We can assume that the price a customer is prepared to pay for a fare is fixed. It doesn’t matter to the customer whether the driver is an employee or self-employed. A cost analysis helps us understand what’s best for both parties.
The following analysis refers to the diagram below. In this, costs are proportional to the size of the rectangles.
This is a market and industry that enjoys normal profits – around 10% net profit on sales is usual in this case. The diagram shows the costs that make up the price charged. And the driver’s costs are shown at the top of two diagrams and Uber’s are shown at the bottom.
The left side of the diagram illustrates the self-employed scenario and the employment scenario is on the right.
The self-employed scenario shows Uber with low operating costs and low overheads, realising normal profits. They pay a high fee to the drivers who cover their own salary and benefits and Employer’s National Insurance.
Drivers pay their wives and others to do their accounts and support them, they fund their car purchase and servicing and put petrol in the tank. Their overheads are high.
Drivers too make normal profits. And they take salary. It’s in the form of drawings or dividend. But the monetary value is enough to make the job worth doing when compared to all other professions the driver might enter. There is therefore a market price for this work illustrating balance in the labour market for the job of taxi driver.
The employed scenario shows Uber to have high overheads and high operating costs to manage the business and the army of drivers. Uber will pay a salary (including benefits and Employer’s NI) and arguably that salary will be the same market price that is paid when the driver is self-employed.
But the key point is that profit is taken once only – by Uber. Given a fixed price paid by the customer, conceivably there’s more profit for Uber! After all, this follows Ronald Coase’s Theory of the Firm. This is the motivation for forming an employing firm. If it wasn’t economically beneficial, entrepreneurs the World over would not employ anyone.
Whilst self-employed drivers will have higher costs, they may feel they are better off than if they were employed. These costs can be moved over to the firm in the event that drivers becomes employed, but that firm can likely manage the business more efficiently than the individual drivers. Costs will reduce and profits in Uber will rise.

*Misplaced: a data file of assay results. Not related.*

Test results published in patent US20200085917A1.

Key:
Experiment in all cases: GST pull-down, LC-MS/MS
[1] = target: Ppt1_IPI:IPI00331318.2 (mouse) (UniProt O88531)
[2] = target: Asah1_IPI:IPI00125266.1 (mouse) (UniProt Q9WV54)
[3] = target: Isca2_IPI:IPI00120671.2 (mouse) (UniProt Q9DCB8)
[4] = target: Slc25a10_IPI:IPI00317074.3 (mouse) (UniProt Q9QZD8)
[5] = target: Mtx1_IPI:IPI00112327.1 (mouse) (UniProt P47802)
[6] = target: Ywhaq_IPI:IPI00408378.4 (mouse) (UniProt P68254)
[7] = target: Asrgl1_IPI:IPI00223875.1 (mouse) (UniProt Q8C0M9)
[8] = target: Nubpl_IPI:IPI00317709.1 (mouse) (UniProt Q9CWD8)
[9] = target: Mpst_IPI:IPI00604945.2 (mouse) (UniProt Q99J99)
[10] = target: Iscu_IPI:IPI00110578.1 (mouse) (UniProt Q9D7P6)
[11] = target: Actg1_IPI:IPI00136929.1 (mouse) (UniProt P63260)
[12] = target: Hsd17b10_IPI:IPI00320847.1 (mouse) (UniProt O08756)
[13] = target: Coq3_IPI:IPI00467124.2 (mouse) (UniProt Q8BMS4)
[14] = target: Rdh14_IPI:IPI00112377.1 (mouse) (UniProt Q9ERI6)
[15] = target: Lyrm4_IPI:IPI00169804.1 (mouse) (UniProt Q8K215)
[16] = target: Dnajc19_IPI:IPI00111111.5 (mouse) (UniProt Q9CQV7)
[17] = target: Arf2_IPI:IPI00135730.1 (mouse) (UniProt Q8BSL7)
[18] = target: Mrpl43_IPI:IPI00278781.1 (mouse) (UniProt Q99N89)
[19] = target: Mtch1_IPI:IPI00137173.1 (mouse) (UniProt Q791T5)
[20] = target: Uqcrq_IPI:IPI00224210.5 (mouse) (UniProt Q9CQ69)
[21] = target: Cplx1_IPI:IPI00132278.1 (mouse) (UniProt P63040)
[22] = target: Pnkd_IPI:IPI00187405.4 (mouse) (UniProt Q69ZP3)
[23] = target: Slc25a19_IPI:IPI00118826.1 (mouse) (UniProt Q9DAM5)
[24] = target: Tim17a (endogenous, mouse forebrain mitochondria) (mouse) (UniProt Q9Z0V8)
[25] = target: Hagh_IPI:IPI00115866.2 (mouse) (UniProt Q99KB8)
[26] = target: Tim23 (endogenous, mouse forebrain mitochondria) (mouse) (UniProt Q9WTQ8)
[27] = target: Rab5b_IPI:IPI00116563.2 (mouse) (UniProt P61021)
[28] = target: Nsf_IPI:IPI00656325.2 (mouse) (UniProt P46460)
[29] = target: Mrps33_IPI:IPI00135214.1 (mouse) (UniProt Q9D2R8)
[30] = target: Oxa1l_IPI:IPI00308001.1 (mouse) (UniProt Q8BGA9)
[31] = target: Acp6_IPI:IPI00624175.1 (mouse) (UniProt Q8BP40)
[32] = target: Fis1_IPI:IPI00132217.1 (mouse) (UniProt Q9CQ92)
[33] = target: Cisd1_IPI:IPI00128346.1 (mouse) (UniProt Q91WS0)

This cost-based argument concludes that by being self-employed the drivers are likely to be slightly better off in real terms – by their normal profit. But there’s significant scope for Uber to benefit. But it all needs detailed modelling with real figures to reach an Uber-specific conclusion.
The GMB are making an argument for Uber drivers to be judged employees. Whilst employment laws are different in the US, a judgement has been made there in favour of the employment view. And running a quick scenario using the UK HMRC’s criteria might suggest that Uber drivers are indeed employees.
It seems possible that when the case is considered by an employment tribunal, the judgement will be that Uber drivers will be construed as employees.
Over four million people in the UK work for themselves, invoicing companies for work done rather than drawing a wage. They handle their own costs. It’s effective and sometimes it may even be efficient. Certainly, when demand drops at times during the day and week, many self-employed enjoy a few rounds of golf while employees work 9-5, Monday to Friday. Those self-employed sense the market, achieving demand-supply equilibrium.
A decision on what’s best for both parties is not simple. It needs understanding and modelling of both the market and how that market is satisfied as well as the costs and benefits enjoyed by each party under various scenarios.
The law’s one thing. What’s best for business and workers may be something quite different!